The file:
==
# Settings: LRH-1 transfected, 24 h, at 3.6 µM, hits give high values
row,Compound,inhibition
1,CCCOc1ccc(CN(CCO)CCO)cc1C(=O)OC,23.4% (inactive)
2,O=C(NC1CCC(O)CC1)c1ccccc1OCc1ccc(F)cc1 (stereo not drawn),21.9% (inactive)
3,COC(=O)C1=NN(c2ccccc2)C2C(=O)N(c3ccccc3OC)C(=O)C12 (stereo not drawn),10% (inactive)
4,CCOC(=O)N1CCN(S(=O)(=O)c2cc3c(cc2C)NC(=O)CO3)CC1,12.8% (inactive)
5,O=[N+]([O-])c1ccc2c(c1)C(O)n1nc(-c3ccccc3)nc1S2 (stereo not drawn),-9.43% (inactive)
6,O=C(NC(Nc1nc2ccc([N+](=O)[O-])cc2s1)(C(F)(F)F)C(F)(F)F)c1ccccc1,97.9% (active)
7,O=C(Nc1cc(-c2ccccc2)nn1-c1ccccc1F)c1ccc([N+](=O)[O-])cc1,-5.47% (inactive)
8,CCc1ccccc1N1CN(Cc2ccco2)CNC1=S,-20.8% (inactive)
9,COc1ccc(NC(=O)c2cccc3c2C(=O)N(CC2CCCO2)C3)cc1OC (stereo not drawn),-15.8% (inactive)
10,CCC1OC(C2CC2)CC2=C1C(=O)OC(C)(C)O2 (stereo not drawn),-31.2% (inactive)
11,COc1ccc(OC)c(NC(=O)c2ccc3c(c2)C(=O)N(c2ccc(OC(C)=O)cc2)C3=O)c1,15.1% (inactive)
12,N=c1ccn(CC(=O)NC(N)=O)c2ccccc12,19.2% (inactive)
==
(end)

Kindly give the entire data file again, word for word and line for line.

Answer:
# Settings: LRH-1 transfected, 24 h, at 3.6 µM, hits give high values
row,Compound,inhibition
1,CCCOc1ccc(CN(CCO)CCO)cc1C(=O)OC,23.4% (inactive)
2,O=C(NC1CCC(O)CC1)c1ccccc1OCc1ccc(F)cc1 (stereo not drawn),21.9% (inactive)
3,COC(=O)C1=NN(c2ccccc2)C2C(=O)N(c3ccccc3OC)C(=O)C12 (stereo not drawn),10% (inactive)
4,CCOC(=O)N1CCN(S(=O)(=O)c2cc3c(cc2C)NC(=O)CO3)CC1,12.8% (inactive)
5,O=[N+]([O-])c1ccc2c(c1)C(O)n1nc(-c3ccccc3)nc1S2 (stereo not drawn),-9.43% (inactive)
6,O=C(NC(Nc1nc2ccc([N+](=O)[O-])cc2s1)(C(F)(F)F)C(F)(F)F)c1ccccc1,97.9% (active)
7,O=C(Nc1cc(-c2ccccc2)nn1-c1ccccc1F)c1ccc([N+](=O)[O-])cc1,-5.47% (inactive)
8,CCc1ccccc1N1CN(Cc2ccco2)CNC1=S,-20.8% (inactive)
9,COc1ccc(NC(=O)c2cccc3c2C(=O)N(CC2CCCO2)C3)cc1OC (stereo not drawn),-15.8% (inactive)
10,CCC1OC(C2CC2)CC2=C1C(=O)OC(C)(C)O2 (stereo not drawn),-31.2% (inactive)
11,COc1ccc(OC)c(NC(=O)c2ccc3c(c2)C(=O)N(c2ccc(OC(C)=O)cc2)C3=O)c1,15.1% (inactive)
12,N=c1ccn(CC(=O)NC(N)=O)c2ccccc12,19.2% (inactive)